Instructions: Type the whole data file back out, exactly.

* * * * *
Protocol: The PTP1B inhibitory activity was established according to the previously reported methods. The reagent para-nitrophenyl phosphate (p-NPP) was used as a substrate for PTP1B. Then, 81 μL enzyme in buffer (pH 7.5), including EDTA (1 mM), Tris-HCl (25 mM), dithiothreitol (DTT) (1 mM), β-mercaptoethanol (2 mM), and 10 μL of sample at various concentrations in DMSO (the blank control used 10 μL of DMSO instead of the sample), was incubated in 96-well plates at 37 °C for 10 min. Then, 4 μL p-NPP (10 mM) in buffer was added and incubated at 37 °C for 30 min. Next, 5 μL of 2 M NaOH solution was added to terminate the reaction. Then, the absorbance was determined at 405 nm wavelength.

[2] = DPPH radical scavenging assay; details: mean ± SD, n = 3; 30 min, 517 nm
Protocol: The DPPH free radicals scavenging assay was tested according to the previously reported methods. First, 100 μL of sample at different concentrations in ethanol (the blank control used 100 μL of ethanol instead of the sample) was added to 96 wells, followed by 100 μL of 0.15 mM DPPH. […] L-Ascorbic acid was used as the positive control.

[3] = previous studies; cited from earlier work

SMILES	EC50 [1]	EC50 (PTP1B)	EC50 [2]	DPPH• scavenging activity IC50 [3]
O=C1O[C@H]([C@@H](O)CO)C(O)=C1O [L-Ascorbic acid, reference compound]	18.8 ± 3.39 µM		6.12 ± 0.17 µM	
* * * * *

Protocol: The PTP1B inhibitory activity was established according to the previously reported methods. The reagent para-nitrophenyl phosphate (p-NPP) was used as a substrate for PTP1B. Then, 81 μL enzyme in buffer (pH 7.5), including EDTA (1 mM), Tris-HCl (25 mM), dithiothreitol (DTT) (1 mM), β-mercaptoethanol (2 mM), and 10 μL of sample at various concentrations in DMSO (the blank control used 10 μL of DMSO instead of the sample), was incubated in 96-well plates at 37 °C for 10 min. Then, 4 μL p-NPP (10 mM) in buffer was added and incubated at 37 °C for 30 min. Next, 5 μL of 2 M NaOH solution was added to terminate the reaction. Then, the absorbance was determined at 405 nm wavelength.

[2] = DPPH radical scavenging assay; details: mean ± SD, n = 3; 30 min, 517 nm
Protocol: The DPPH free radicals scavenging assay was tested according to the previously reported methods. First, 100 μL of sample at different concentrations in ethanol (the blank control used 100 μL of ethanol instead of the sample) was added to 96 wells, followed by 100 μL of 0.15 mM DPPH. […] L-Ascorbic acid was used as the positive control.

[3] = previous studies; cited from earlier work

SMILES	EC50 [1]	EC50 (PTP1B)	EC50 [2]	DPPH• scavenging activity IC50 [3]
O=C1O[C@H]([C@@H](O)CO)C(O)=C1O [L-Ascorbic acid, reference compound]	18.8 ± 3.39 µM		6.12 ± 0.17 µM	